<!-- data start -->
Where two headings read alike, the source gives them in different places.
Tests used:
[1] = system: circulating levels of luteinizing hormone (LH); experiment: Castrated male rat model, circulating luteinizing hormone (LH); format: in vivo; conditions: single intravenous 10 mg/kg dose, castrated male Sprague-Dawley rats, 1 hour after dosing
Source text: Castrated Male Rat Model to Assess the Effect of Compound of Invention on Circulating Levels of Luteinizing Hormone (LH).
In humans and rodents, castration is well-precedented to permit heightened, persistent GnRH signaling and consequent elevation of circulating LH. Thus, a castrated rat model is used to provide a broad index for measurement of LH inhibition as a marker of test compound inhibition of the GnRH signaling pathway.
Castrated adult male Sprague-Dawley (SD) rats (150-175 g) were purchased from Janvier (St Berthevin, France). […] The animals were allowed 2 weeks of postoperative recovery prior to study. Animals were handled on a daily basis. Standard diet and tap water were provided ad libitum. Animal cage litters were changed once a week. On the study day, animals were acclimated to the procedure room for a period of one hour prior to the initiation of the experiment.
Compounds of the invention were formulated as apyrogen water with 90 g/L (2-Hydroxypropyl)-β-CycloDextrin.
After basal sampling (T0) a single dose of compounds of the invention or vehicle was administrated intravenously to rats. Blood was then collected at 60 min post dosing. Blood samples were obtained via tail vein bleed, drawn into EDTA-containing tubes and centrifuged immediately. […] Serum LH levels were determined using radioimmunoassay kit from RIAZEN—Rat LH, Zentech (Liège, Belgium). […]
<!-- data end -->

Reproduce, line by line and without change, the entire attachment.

Where two headings read alike, the source gives them in different places.
Tests used:
[1] = system: circulating levels of luteinizing hormone (LH); experiment: Castrated male rat model, circulating luteinizing hormone (LH); format: in vivo; conditions: single intravenous 10 mg/kg dose, castrated male Sprague-Dawley rats, 1 hour after dosing
Source text: Castrated Male Rat Model to Assess the Effect of Compound of Invention on Circulating Levels of Luteinizing Hormone (LH).
In humans and rodents, castration is well-precedented to permit heightened, persistent GnRH signaling and consequent elevation of circulating LH. Thus, a castrated rat model is used to provide a broad index for measurement of LH inhibition as a marker of test compound inhibition of the GnRH signaling pathway.
Castrated adult male Sprague-Dawley (SD) rats (150-175 g) were purchased from Janvier (St Berthevin, France). […] The animals were allowed 2 weeks of postoperative recovery prior to study. Animals were handled on a daily basis. Standard diet and tap water were provided ad libitum. Animal cage litters were changed once a week. On the study day, animals were acclimated to the procedure room for a period of one hour prior to the initiation of the experiment.
Compounds of the invention were formulated as apyrogen water with 90 g/L (2-Hydroxypropyl)-β-CycloDextrin.
After basal sampling (T0) a single dose of compounds of the invention or vehicle was administrated intravenously to rats. Blood was then collected at 60 min post dosing. Blood samples were obtained via tail vein bleed, drawn into EDTA-containing tubes and centrifuged immediately. […] Serum LH levels were determined using radioimmunoassay kit from RIAZEN—Rat LH, Zentech (Liège, Belgium). […]